• British 1
  • British 2
  • British 20C
  • European 1
  • European 2
  • Guest Gallery
  • Une Collection Francaise
  • 11 comments:

    Anonymous said...

    Don,
    Thank you so much for this wonderful website. My great grandfather was an American painter of miniatures (watercolor on ivory). He supported his family this way and even won a prize in Germany in the late 1800's for his miniature work. But I don't know much more about him. I am lucky enough to have a number of his miniatures. Do you have any suggestions for how I can go about finding more about him (family leads have not gone very far)? Thank you.
    -Kathy

    Don, the collector said...

    Hi Kathy, I am glad you found the website interesting. If you send the name of your g-grandfather to me at collector@actrix.co.nz I can tell you if my reference books mention him and what they say about him. One book by Blattel lists 37,000 miniature painters! If you would like to scan and send me any images, that would be great. Regards, Don

    Anonymous said...

    Don,
    I've just spent several very enjoyable hours looking through your site. It's unusual to come across something so helpful and well done, and I hope you won't mind a few questions in view of your expertise on this subject. I'm researching a painting on canvas that portrays a miniature painter at work. I'm therefore interested in other depictions of miniaturists in the process of executing a miniature, particularly those from America, c. 1840. Also interesting for me would be photographs of miniaturists' tools from the same period: painting box, brushes, reducing glass, etc. I noticed that you had information about painting boxes for painted photographs, but I didn't see the traditional boxes used by miniaturists. Thank you again for your much appreciated efforts.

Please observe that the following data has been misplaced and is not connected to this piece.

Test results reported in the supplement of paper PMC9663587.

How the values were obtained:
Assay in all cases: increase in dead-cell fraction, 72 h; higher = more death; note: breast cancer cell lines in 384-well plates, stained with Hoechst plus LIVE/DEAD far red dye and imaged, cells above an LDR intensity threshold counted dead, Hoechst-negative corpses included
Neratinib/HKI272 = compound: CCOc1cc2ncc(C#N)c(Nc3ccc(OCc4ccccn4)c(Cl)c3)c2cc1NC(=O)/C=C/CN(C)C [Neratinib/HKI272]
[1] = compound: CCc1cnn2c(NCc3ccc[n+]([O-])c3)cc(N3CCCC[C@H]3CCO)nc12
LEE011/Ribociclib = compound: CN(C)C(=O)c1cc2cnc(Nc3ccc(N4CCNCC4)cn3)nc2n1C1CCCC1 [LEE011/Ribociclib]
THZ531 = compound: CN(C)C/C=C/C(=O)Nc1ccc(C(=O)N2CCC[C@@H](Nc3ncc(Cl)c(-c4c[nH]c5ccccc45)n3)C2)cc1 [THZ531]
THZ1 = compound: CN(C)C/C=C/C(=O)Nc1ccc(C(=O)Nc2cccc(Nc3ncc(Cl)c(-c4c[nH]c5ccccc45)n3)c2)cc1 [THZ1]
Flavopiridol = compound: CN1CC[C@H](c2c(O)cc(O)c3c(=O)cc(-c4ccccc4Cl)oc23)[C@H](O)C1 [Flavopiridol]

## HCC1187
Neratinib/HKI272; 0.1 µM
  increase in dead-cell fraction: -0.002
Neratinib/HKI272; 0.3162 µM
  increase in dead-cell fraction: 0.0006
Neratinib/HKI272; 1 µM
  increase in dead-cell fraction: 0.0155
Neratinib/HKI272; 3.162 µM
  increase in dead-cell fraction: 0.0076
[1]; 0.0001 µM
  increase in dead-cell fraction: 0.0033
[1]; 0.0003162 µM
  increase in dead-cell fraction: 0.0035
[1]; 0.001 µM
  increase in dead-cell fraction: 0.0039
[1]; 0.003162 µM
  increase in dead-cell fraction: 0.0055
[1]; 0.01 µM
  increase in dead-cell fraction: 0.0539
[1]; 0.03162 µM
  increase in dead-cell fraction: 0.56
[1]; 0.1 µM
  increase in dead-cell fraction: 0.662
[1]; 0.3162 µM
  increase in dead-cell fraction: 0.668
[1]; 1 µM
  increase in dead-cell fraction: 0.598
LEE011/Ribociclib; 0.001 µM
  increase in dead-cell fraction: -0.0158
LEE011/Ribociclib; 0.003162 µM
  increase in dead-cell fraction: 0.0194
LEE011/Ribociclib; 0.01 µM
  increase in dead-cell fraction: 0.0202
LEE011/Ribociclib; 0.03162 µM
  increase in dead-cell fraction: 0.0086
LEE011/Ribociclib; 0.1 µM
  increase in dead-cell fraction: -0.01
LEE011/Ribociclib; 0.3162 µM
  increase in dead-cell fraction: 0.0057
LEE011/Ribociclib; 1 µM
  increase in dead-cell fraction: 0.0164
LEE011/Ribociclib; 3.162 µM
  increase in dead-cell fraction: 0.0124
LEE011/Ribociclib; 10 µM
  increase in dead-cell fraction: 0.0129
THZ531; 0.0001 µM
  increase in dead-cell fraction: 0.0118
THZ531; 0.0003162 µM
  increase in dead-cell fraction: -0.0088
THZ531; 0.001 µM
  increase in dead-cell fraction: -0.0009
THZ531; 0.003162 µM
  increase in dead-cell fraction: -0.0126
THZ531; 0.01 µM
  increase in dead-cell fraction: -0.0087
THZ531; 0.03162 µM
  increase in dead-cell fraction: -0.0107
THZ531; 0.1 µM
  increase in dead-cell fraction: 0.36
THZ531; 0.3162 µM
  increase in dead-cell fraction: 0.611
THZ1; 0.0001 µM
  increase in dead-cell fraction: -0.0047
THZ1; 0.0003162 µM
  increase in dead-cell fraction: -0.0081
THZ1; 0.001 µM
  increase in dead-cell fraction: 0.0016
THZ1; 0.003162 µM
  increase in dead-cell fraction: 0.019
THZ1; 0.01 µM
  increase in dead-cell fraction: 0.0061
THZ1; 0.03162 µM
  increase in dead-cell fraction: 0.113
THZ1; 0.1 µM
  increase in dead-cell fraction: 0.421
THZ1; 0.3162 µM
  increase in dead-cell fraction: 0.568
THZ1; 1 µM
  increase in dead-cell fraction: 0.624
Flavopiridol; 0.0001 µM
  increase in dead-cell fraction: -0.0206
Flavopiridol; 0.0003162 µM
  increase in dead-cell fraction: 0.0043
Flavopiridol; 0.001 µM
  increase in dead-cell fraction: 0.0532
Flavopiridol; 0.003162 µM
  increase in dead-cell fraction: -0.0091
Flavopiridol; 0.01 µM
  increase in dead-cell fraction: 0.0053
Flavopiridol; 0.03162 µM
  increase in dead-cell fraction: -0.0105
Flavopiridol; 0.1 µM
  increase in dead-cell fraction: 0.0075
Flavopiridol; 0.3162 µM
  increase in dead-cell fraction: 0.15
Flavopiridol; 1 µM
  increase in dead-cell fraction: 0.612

Sandra

    Famous Artists said...

    I really like the image... Very well composed. And I like the colors and multilevel shapes.

    vivian said...

    Well, nice!

    cygnusx1 said...

    superb.. very amazing art... :)

    Buffy said...

    Very interesting. Being a painter, I'd like to try some miniature paintings on some unusual surfaces such as shells, bones, old jewelry and such. Did you hear of the guy who painted on grains of rice? Now that's miniature.

    Anonymous said...

    this is a good place to blog i suppose........good....

    François Comeau Lapointe said...

    These are awesome piece of art! I'm a huge art fan myself, never guessed mini-portrait would sell for so much. Thanks for the great post

    François Comeau-Lapointe

    Anonymous said...

    Good work, i just need to translate it now.

    john said...

    The blog you have posted has been very useful to me. It has provided me with all essential details about the art painting collections that are available of late.